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Being safe around collaborative and versatile robots in shared spaces

Periodic Reporting for period 2 - COVR (Being safe around collaborative and versatile robots in shared spaces)

Reporting period: 2019-07-01 to 2020-06-30

The need for collaboration with robots on human tasks is evident in all sectors of the European market. Collaboration always raises safety issues, and European legislation is very careful to promote the protection of workers, elderly and weak subjects as a top priority. The need for “certification”, i.e. the compliance with mandatory requirements of Safety and Health, are in fact perceived as a pressing need by market operators (manufacturers, end users, etc.).

Safety regulations will be a barrier to cobot deployment unless they are easy to access, understand and apply. COVR collates existing safety regulations relating to cobots in e.g. manufacturing and fills in regulatory gaps for newer cobot fields as rehabilitation to present detailed safety assessment instructions to coboteers. Making the safety assessment process clearer allows cobots to be used with more confidence in more situations, increasing the variety of cobots on the market and the variety of services cobots can offer to the general population.

COVR provides a one-stop shop which uses a common approach to safety assessment and is valid across all fields and applications. COVR will provide clear and simple online access to best-practice safety testing protocols via a user-friendly decision tree, guided by questions about the cobot and its intended behaviors. Resulting application-specific testing protocols specify how to assess safety and document compliance with regulations. We support coboteers by providing safety-relevant services based in well-equipped facilities at each partner site. COVR services cover all stages of cobot development from design through final system sign-off to safety in use and maintenance, provided through consultancy, risk analysis, actual testing, workshops, courses, demonstrations, etc. – all designed to inspire people to increase cobot safety. All COVR elements will be beta-tested by external cobot developers etc. financed by FSTP. By using project elements “live”, these FSTP beneficiaries not only develop their cobots further towards market, but also contribute their knowledge to the COVR system and provide valuable feedback to both partners and standards developers.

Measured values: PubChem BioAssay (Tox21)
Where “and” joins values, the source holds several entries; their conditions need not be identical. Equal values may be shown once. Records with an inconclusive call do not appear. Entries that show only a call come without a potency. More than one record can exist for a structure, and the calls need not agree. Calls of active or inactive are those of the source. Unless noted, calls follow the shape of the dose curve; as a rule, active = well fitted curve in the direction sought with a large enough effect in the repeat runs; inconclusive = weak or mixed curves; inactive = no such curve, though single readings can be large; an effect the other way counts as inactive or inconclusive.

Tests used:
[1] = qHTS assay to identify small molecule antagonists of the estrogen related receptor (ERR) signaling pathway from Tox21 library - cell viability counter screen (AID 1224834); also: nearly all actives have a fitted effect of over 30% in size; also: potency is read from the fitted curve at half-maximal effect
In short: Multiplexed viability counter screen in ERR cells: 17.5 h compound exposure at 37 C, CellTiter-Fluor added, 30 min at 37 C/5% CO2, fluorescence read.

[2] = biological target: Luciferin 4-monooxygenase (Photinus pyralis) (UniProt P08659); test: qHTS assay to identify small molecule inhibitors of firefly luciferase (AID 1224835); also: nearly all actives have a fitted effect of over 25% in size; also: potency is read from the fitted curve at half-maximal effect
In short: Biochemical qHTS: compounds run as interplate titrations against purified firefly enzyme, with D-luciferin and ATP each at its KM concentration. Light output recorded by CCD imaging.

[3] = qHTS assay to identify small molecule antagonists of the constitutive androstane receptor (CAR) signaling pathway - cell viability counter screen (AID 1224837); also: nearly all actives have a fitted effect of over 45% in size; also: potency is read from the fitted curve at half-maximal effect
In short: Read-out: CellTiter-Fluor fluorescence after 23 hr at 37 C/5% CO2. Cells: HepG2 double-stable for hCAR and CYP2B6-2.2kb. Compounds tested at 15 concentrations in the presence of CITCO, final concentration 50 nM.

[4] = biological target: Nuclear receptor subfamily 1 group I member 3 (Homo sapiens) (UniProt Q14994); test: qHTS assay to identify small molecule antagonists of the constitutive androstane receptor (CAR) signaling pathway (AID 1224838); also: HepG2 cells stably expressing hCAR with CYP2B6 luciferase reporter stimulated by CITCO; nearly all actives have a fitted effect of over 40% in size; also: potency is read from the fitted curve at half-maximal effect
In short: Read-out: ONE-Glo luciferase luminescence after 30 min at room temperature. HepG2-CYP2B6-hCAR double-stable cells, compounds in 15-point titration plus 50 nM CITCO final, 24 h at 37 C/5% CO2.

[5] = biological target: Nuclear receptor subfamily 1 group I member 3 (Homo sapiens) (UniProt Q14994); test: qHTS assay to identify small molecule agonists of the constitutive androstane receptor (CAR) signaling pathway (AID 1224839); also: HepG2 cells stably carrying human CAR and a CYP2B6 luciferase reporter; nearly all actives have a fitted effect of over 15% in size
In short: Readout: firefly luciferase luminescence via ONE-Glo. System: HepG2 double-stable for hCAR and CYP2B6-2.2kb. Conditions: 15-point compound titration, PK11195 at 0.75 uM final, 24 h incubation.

The COVR project was launched in January 2018 and has been a strong representative for the EU efforts on safety within the robotics domain. The main results of the project so far are:

- Created a free access online Toolkit, helping companies with relevant information for all stages of cobot development or implementation
- Created 8 base protocols for safety validation and will release additional 10 in September 2020.
- Attracted 248 eligible applicants across three open calls from 21 EU member countries
- Finished 20 Award projects, are currently working on 22 and will select another batch of same size in October 2020.
- Established 5 state of the art safety testing facilities
The COVR project introduces a large number of safety validation protocols for robotics. These protocols are currently strongly underrepresented in both technical literature and standardization documents, which leads to uncertainty in the industry on how to assess safety for robots working in shared workspace with humans. Introducing a broad range of proven protocols will address this issue and lower the barrier for safely introducing this type of robotics across many domains, ranging from manufacturing to agriculture to healthcare.

The online accessible Toolkit allows coboteers that are inexperienced within standardization, to find directives, standards and protocols that are relevant to their specific application, saving them a lot of time searching for the right documents. Safety/standardization experts can also use the toolkit, as it can be used for browsing and filtering the COVR Toolkit database. This service will, like the protocols, result in safer robots in operation as finding the correct regulation and best-practice to follow will become easier, which in the end is expected to lead to fewer accidents involving collaborative robots.

The fact that validating safety will become faster, more standardized and transparent is overall expected to promote the rate of implementation of collaborative robots on the European market.